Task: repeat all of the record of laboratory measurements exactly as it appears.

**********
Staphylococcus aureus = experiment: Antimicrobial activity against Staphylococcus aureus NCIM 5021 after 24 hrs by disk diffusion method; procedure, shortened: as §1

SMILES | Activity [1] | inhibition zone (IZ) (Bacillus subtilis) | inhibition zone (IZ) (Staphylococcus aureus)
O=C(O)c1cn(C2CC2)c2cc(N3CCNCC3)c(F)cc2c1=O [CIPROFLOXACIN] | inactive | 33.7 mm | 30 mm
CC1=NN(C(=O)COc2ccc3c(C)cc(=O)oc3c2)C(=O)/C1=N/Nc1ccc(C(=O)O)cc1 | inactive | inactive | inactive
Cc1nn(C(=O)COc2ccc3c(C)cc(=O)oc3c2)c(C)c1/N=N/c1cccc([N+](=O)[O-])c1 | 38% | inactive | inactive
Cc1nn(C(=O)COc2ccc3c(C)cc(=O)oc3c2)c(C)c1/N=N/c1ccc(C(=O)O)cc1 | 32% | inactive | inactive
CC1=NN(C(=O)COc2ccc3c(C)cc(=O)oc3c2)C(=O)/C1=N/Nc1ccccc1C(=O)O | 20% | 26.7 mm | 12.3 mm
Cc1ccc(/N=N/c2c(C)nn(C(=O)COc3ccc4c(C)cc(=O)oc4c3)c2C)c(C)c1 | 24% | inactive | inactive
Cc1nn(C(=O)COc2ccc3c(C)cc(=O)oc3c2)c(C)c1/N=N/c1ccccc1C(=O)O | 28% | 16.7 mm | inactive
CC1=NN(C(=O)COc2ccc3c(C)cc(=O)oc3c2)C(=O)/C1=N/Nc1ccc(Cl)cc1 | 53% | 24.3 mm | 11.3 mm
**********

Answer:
Staphylococcus aureus = experiment: Antimicrobial activity against Staphylococcus aureus NCIM 5021 after 24 hrs by disk diffusion method; procedure, shortened: as §1

SMILES | Activity [1] | inhibition zone (IZ) (Bacillus subtilis) | inhibition zone (IZ) (Staphylococcus aureus)
O=C(O)c1cn(C2CC2)c2cc(N3CCNCC3)c(F)cc2c1=O [CIPROFLOXACIN] | inactive | 33.7 mm | 30 mm
CC1=NN(C(=O)COc2ccc3c(C)cc(=O)oc3c2)C(=O)/C1=N/Nc1ccc(C(=O)O)cc1 | inactive | inactive | inactive
Cc1nn(C(=O)COc2ccc3c(C)cc(=O)oc3c2)c(C)c1/N=N/c1cccc([N+](=O)[O-])c1 | 38% | inactive | inactive
Cc1nn(C(=O)COc2ccc3c(C)cc(=O)oc3c2)c(C)c1/N=N/c1ccc(C(=O)O)cc1 | 32% | inactive | inactive
CC1=NN(C(=O)COc2ccc3c(C)cc(=O)oc3c2)C(=O)/C1=N/Nc1ccccc1C(=O)O | 20% | 26.7 mm | 12.3 mm
Cc1ccc(/N=N/c2c(C)nn(C(=O)COc3ccc4c(C)cc(=O)oc4c3)c2C)c(C)c1 | 24% | inactive | inactive
Cc1nn(C(=O)COc2ccc3c(C)cc(=O)oc3c2)c(C)c1/N=N/c1ccccc1C(=O)O | 28% | 16.7 mm | inactive
CC1=NN(C(=O)COc2ccc3c(C)cc(=O)oc3c2)C(=O)/C1=N/Nc1ccc(Cl)cc1 | 53% | 24.3 mm | 11.3 mm